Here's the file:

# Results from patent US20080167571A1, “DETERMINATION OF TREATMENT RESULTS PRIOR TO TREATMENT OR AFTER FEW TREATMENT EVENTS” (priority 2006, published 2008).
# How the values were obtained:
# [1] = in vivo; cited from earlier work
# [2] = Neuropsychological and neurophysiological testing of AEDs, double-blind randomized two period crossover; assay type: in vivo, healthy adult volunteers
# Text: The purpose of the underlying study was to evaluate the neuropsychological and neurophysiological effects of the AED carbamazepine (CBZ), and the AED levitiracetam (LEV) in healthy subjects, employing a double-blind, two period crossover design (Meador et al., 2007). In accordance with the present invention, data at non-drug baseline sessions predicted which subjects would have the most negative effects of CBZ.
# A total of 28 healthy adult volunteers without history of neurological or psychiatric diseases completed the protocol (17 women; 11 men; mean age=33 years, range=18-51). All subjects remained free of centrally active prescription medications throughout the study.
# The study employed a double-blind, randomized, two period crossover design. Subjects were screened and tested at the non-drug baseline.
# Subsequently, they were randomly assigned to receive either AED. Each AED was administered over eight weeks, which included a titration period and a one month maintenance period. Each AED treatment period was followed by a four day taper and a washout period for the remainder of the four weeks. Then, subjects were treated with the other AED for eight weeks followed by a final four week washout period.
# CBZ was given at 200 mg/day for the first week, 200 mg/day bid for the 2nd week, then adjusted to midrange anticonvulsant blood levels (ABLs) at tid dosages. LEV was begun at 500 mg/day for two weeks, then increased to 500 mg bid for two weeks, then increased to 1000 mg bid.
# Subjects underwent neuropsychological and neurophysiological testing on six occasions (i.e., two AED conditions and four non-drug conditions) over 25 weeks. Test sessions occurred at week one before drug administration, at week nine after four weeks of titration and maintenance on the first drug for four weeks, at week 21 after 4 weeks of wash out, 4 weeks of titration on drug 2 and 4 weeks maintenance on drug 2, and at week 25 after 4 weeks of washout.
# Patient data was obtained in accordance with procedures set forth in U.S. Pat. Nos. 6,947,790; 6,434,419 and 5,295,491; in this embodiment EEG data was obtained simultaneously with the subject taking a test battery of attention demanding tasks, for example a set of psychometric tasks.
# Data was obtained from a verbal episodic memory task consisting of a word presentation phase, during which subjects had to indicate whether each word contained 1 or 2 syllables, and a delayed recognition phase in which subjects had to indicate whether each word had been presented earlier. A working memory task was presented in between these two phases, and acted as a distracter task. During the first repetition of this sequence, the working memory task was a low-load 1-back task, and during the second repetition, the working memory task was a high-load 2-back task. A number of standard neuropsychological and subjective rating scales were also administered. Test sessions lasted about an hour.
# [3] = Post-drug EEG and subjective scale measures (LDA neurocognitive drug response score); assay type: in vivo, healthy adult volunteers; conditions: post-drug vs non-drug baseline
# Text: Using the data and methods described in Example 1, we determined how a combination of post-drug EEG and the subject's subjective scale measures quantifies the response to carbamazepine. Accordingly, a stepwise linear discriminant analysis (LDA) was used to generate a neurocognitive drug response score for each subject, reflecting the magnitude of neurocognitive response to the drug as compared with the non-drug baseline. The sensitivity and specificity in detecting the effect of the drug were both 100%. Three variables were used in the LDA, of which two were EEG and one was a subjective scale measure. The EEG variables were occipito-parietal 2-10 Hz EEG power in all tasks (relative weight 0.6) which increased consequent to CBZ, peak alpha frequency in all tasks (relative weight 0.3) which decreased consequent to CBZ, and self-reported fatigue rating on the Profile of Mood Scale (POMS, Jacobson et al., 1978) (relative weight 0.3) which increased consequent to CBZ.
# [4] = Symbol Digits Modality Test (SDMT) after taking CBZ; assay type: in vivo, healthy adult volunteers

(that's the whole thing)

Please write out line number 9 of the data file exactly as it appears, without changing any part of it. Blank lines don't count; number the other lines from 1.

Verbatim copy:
# CBZ was given at 200 mg/day for the first week, 200 mg/day bid for the 2nd week, then adjusted to midrange anticonvulsant blood levels (ABLs) at tid dosages. LEV was begun at 500 mg/day for two weeks, then increased to 500 mg bid for two weeks, then increased to 1000 mg bid.